I wrote in Ha + Pi about Harold Danko’s Coincidence (1979) and The First Love Song (1988) albums with guest Tom Harrell. Harold saw that and reminded me of an earlier album he and Harrell had been on together, Jimmy Madison’s 1977 debut as a leader, Bumps On A Smooth Surface. (Bumps was the first of only a handful of albums self-described gig player Madison has done as leader over the years.) I went back to KG and was embarrassed to see what I should have observed before, that Bumps was actually the first of seven albums Jimmy Madison and Tom Harrell played on together between 1977 and 1985. I realized then that this was a significant piece of Old Business from Harrell’s pre-Woods years that I could not ignore, so I turned the car around and drove back to the Jimmy Madison exit.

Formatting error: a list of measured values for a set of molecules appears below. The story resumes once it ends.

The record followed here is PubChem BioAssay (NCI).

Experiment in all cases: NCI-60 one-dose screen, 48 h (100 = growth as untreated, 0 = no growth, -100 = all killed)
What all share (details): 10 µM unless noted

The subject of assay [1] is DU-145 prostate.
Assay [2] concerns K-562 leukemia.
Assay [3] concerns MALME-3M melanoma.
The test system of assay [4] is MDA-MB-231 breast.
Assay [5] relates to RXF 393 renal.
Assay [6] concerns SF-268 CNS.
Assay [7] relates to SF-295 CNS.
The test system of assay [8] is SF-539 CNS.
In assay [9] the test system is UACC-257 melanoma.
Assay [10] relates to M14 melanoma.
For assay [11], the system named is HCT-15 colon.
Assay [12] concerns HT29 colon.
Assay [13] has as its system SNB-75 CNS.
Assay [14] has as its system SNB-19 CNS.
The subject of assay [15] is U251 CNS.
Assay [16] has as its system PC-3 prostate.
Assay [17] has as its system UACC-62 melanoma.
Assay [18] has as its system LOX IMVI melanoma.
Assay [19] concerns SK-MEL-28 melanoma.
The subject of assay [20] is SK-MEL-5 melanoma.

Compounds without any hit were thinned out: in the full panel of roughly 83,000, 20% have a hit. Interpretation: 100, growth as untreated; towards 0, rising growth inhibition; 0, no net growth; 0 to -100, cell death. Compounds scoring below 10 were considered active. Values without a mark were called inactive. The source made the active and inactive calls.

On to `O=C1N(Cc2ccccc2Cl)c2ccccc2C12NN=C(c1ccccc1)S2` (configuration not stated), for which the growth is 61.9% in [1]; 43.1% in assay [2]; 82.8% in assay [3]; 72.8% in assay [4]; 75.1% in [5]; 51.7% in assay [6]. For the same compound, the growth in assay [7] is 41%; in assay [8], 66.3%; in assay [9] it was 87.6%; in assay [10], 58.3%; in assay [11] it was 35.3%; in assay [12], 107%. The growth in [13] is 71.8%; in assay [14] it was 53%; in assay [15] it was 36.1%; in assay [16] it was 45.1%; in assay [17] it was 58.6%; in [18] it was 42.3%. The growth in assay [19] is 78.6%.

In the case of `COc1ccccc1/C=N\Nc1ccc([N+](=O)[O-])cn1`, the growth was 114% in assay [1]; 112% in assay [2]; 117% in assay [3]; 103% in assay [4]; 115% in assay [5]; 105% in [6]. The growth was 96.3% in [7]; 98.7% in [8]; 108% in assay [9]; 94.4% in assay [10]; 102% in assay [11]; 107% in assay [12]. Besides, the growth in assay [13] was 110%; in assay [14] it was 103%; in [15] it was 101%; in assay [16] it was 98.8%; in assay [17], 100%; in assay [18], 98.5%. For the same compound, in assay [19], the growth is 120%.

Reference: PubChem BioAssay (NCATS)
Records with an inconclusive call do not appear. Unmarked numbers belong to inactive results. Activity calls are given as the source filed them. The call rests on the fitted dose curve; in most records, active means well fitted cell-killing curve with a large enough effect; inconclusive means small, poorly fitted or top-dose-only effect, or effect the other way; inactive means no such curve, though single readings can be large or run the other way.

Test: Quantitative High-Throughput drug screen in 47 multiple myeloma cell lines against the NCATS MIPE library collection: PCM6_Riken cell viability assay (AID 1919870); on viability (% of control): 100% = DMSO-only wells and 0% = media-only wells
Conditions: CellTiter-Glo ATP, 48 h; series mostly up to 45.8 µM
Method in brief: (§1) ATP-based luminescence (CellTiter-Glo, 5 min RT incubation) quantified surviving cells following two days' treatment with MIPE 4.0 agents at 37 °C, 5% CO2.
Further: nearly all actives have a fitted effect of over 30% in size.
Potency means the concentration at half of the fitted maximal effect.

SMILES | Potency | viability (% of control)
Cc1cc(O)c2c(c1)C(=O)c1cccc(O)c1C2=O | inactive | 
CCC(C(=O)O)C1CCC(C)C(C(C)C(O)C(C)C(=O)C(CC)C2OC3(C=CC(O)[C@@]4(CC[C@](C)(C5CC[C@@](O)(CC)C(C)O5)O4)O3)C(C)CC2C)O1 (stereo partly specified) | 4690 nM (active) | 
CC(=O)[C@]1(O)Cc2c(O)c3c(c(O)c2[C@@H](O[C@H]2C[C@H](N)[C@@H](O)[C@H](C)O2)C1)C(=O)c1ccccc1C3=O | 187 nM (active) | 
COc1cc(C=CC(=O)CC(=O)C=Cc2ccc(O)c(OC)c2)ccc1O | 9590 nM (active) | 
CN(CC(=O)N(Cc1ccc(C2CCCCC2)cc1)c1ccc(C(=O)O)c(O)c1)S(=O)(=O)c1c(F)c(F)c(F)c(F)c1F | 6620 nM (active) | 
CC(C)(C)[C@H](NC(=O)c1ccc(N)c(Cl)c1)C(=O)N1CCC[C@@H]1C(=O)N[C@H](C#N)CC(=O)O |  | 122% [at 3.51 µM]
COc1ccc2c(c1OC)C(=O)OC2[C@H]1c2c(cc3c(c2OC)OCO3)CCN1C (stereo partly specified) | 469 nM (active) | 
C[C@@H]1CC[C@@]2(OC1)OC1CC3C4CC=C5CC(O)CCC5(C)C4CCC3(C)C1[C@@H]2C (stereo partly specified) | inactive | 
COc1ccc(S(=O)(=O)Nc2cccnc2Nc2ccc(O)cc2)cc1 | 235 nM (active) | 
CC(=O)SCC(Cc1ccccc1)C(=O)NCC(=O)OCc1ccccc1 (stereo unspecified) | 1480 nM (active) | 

Bumps On A Smooth Surface

Madison brought with him to New York City not just his drum kit but a keen interest in sound recording. He had a small rent-controlled apartment (all apartments in Manhattan were small, if you were not rich!) on West 99th and West End Avenue, and he made a recording studio out of the apartment (he ran a “snake” between the bedroom and the living room; the bedroom became the control room and, because he kept a little garden there, the source of the name Garden Studio). Things got serious and of a professional quality when he bought a used Scully 280 tape deck. (For the record, I believe the business entity is officially called Garden Productions Recording Studio, though on the album jackets and elsewhere it is usually referred to simply as Garden Studio.) So it was to his own apartment cum studio that Madison summoned his musician friends on October 31, 1977.